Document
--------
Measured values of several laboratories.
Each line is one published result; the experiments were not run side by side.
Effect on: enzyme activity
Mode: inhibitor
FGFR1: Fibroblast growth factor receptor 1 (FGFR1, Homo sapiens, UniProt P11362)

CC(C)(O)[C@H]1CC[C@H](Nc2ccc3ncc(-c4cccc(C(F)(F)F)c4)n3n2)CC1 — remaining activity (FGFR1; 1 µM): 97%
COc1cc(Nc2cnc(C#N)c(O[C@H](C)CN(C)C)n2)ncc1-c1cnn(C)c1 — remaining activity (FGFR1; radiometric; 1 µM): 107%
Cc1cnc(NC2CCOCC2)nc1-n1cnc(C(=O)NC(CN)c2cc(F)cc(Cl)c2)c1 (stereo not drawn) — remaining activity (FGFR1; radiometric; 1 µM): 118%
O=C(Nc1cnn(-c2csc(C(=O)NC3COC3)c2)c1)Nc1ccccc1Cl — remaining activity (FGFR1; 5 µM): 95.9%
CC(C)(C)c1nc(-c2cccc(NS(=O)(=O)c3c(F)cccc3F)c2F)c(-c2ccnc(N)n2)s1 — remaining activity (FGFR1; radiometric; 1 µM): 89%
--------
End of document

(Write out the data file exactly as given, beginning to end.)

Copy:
Measured values of several laboratories.
Each line is one published result; the experiments were not run side by side.
Effect on: enzyme activity
Mode: inhibitor
FGFR1: Fibroblast growth factor receptor 1 (FGFR1, Homo sapiens, UniProt P11362)

CC(C)(O)[C@H]1CC[C@H](Nc2ccc3ncc(-c4cccc(C(F)(F)F)c4)n3n2)CC1 — remaining activity (FGFR1; 1 µM): 97%
COc1cc(Nc2cnc(C#N)c(O[C@H](C)CN(C)C)n2)ncc1-c1cnn(C)c1 — remaining activity (FGFR1; radiometric; 1 µM): 107%
Cc1cnc(NC2CCOCC2)nc1-n1cnc(C(=O)NC(CN)c2cc(F)cc(Cl)c2)c1 (stereo not drawn) — remaining activity (FGFR1; radiometric; 1 µM): 118%
O=C(Nc1cnn(-c2csc(C(=O)NC3COC3)c2)c1)Nc1ccccc1Cl — remaining activity (FGFR1; 5 µM): 95.9%
CC(C)(C)c1nc(-c2cccc(NS(=O)(=O)c3c(F)cccc3F)c2F)c(-c2ccnc(N)n2)s1 — remaining activity (FGFR1; radiometric; 1 µM): 89%